Game 3 in Chicago was worse. The Bulls blew the Jazz away, beating them by 42 points as the visitors turned the ball over 26 times, shot a mere 30 percent, and were out-rebounded by 12. It was oooooooogly. How lopsided was it? Benchwarmer Jacque Vaughn entered the game — in the first half.
Game 4 brought another Jazz loss, this one by four points.
Jordan shook his clenched fist in the aftermath, pumping it like a jackhammer, switching his fierce eyes onto their highest beam as he perused the scene and then left it behind, ducking into the bowels of the United Center. I remember it as though it were yesterday. That night, in a defensive sumo wrestle, Jordan scored nearly half the Bulls’ points.
And, thereafter, that’s when the Jazz briefly followed the lead of their coach, Jerry Sloan, digging deep to find the collective warrior within, winning a game they could not win. Everyone in Chicago was prepared to celebrate another championship, 4-1, sending Jordan off into retirement all proper, but the Jazz did what no one outside of themselves expected — they pulled out the grittiest of wins.
All of which set up Game 6 back in Salt Lake, a contest the Jazz were in near-perfect position to win with 42 seconds remaining, leading by three. Even after Jordan scored on a driving layup, the Jazz had both the ball and the lead, up one, and, furthermore, they had found a way to get the ball into Malone’s vice-grip hands in his favored spot on the low block. If he scored, the Jazz would take Game 6, and head into Game 7 on their home floor with a now injured Scottie Pippen almost guaranteed not to play.
All of it spelled a Jazz championship, and a Jordan defeat, his first in an NBA Finals.
You know what happened next. Jordan stole the ball, dribbled down the floor, springing into the air, after giving Bryon Russell a shove, and hitting his signature 19-foot jumper to win by 1. Game. Set. Match.
Jordan had his sixth trophy.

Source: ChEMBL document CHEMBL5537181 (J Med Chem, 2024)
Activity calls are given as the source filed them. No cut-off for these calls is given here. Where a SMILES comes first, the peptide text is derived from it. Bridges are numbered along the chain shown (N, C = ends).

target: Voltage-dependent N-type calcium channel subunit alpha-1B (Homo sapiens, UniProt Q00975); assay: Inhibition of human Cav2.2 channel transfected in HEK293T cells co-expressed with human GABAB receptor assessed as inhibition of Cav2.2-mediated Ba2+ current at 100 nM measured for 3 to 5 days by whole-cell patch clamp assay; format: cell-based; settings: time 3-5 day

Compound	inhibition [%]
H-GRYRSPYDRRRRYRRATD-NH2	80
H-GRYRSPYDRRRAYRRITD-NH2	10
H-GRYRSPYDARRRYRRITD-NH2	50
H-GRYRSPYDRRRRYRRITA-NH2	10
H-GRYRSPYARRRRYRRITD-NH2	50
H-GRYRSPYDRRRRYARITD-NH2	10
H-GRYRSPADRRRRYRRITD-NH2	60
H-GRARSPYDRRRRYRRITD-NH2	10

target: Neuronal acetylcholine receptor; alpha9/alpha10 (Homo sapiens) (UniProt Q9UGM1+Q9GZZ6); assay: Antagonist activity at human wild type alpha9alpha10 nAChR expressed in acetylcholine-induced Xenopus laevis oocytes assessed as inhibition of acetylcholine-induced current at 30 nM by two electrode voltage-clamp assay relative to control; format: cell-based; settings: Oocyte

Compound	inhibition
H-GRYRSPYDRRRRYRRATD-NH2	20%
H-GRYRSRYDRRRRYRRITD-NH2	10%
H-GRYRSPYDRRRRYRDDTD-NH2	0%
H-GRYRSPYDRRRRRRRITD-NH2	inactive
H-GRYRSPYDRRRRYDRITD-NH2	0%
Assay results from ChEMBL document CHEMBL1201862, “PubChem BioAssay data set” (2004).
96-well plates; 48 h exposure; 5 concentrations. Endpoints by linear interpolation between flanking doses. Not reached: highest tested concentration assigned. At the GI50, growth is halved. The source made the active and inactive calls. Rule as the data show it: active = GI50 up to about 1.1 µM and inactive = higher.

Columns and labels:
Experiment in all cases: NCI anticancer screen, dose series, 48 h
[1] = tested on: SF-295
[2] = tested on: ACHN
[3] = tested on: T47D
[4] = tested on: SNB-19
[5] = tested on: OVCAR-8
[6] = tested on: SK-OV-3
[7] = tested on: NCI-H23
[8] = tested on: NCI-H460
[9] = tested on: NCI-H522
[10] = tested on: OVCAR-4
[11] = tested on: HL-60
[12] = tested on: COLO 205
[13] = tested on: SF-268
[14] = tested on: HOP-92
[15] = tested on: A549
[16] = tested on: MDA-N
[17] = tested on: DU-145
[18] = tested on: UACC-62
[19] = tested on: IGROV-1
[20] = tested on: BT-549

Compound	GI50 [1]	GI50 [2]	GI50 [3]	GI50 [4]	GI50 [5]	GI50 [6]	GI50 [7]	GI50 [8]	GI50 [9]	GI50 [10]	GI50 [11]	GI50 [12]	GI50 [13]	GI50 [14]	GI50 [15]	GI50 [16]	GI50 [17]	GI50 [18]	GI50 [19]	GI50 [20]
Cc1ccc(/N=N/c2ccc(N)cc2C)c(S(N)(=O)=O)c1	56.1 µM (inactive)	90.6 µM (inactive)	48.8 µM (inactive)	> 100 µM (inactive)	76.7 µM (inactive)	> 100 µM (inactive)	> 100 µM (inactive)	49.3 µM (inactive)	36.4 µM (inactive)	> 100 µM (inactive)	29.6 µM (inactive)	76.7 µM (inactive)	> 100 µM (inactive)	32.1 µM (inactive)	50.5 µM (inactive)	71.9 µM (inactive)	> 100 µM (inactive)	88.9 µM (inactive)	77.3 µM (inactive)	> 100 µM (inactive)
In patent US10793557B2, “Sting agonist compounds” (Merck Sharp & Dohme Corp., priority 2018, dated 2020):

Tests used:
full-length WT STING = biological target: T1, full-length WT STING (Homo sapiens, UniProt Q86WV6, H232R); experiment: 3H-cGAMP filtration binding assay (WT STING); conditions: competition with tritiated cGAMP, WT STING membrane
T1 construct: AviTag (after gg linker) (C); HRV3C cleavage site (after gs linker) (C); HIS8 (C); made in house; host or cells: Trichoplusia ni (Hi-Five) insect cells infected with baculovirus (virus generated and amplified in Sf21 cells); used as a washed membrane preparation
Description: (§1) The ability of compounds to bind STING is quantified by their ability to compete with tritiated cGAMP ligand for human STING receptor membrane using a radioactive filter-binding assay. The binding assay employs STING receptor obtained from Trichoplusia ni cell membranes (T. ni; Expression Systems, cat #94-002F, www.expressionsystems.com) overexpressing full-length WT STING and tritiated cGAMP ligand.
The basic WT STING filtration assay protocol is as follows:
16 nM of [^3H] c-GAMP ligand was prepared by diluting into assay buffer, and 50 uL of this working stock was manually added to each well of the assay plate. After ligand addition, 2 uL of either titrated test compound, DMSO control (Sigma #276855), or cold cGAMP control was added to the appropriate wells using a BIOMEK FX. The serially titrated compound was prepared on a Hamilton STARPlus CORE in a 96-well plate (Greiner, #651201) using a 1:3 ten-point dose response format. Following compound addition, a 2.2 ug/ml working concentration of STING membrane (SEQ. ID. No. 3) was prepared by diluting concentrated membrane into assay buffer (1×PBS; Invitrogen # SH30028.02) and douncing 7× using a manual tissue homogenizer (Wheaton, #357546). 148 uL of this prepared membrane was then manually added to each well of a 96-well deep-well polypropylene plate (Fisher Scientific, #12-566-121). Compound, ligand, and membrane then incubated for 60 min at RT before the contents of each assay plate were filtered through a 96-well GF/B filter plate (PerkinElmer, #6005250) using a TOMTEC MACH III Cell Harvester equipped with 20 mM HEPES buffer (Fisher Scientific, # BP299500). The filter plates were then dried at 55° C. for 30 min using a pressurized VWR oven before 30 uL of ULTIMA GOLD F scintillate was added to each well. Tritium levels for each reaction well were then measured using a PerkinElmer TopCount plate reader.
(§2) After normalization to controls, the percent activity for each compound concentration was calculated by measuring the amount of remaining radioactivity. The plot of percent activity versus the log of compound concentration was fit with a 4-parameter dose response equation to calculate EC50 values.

He scored more than half his team’s points that game, 45 in all, in what Phil Jackson described as, “Michael’s greatest performance.”
Jordan himself, in the postgame, paid the Jazz a tremendous compliment, saying: “Of all the championships we’ve won, this was the toughest.”
Even Bulls owner Jerry Reinsdorf paid the Jazz a tribute: “It’s too bad,” he said, “there can’t be co-champions.”
“It’s a bitter pill to swallow,” Sloan said, that medicine shoved down the Jazz’s throat by … well, You-Know-Who.
It’s nobody’s secret that Jordan lived for competition. He respected those who dared to put up a challenge to him, and he disdained those who shrank away. The Jazz, at least, put up.
In a conversation all those years ago I had with Sam Smith, an expert on the topic of Jordan, having covered him and written books about him, who is interviewed extensively in the ESPN series, he characterized the man with exactness and expertise.
“It’s almost as though he has a disorder,” Smith said. “You might say Dennis Rodman has a personality disorder. Jordan has a competition disorder. He has to compete. If he wasn’t so successful, it might have become a problem for him. … Of course, that’s what has made him the legendary figure he has become.”
Yeah, Jazz fans know what he became. A problem for … them.
GORDON MONSON hosts “The Big Show” with Jake Scott weekdays from 2-7 p.m. on 97.5 FM and 1280 AM The Zone.